Saturday, February 24, 2007

Kill Your Television

It's not that I believe everything I see on TV. If I was putting millions of dollars into a reality program, I'd damn well expect some professional writers on the payroll. Even documentaries are prone to exaggeration; people just don't act the same way when you put them in front of a camera. Still, it's a bummer to watch something meticulously staged being presented as real life. The Discovery Channel is in Granada doing a travel show for a series on Central America. Most of the show is a rundown on where to stay and what to see, but they also do some color pieces on the places they visit. One of the segments is going to be about baseball, Nicaragua's national pastime. Rather than go to a scheduled game, the TV crew decided it would be easier to just put on a game of their own.

I stumbled through my Sunday morning fog and met Stephan and Charlotte, a Dutch couple now volunteering in Granada and whom I had met last month in Antigua, at 9:30 in front of church near the mistress' house. It was one of the the many churches, now restored, that Walker had burned to the ground before leaving the city for the last time in 1856. A group of us had decided late Saturday night that it would make a nice Sunday outing to visit a village and watch the kids play some baseball for the Discovery people. The Dutch couple and some of the others at the party were volunteering at the village school, and the producer on the Discovery crew had asked their volunteer office to send some of the teachers as a cheering section for the kids.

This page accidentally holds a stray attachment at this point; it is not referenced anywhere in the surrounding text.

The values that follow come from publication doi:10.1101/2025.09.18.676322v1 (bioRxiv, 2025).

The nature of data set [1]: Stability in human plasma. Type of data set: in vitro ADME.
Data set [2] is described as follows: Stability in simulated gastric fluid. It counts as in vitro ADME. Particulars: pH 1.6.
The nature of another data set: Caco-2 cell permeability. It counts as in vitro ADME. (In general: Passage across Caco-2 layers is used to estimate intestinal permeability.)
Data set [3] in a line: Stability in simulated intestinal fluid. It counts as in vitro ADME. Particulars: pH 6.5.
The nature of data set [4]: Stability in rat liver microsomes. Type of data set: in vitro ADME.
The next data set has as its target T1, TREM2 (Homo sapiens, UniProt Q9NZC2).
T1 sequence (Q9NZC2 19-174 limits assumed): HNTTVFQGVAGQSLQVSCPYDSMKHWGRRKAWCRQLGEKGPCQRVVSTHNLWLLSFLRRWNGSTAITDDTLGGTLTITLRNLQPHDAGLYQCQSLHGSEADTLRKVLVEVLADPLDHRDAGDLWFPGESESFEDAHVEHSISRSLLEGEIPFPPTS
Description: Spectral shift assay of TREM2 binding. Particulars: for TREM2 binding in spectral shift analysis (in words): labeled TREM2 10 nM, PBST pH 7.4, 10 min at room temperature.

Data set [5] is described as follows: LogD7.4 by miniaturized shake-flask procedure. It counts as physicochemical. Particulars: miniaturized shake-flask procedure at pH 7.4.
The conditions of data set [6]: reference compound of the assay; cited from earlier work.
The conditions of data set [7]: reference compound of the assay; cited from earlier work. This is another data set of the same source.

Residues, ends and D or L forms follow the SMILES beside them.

I had imagined a little field behind the school and a grassy spot in the shade, a nice a place as anywhere to ride out a Mojito hangover. The village was a good 40 minute walk from town. Men and women of all ages were out on their rocking chairs, and the streets were full of people heading to the market or mass. The road was paved up to the cemetery with its magnificent granite tombs more comfortable looking than the shanties that straddled road starting where it changed to dirt. A pickup headed towards the village stopped to give us a lift, and we jumped into the truck bed. We got dropped off in front of a couple of corrugated shacks slouching amidst the trash drifts and a few hungry pigs. The camera crew was setting up behind their van on the side of the road, and they spun around to get an action shot shot of the hitch hiking gringos jumping out of a truck bed. The field was behind the shacks. There were no trees for shade, nor was there grass, or anything green for that matter on the dusty, uneven pasture mined with horse manure. There were four bases that barely stood out from above the droppings, and there were two faint chalk lines that ran from home plate to first and third bases. The only kids were watching from the sideline with their moms. The players on the field ranged from their late teens to early thirties, and they were wearing a hodgepodge of uniforms, some with local place names, most of the rest had filtered down from American high schools and AAU teams.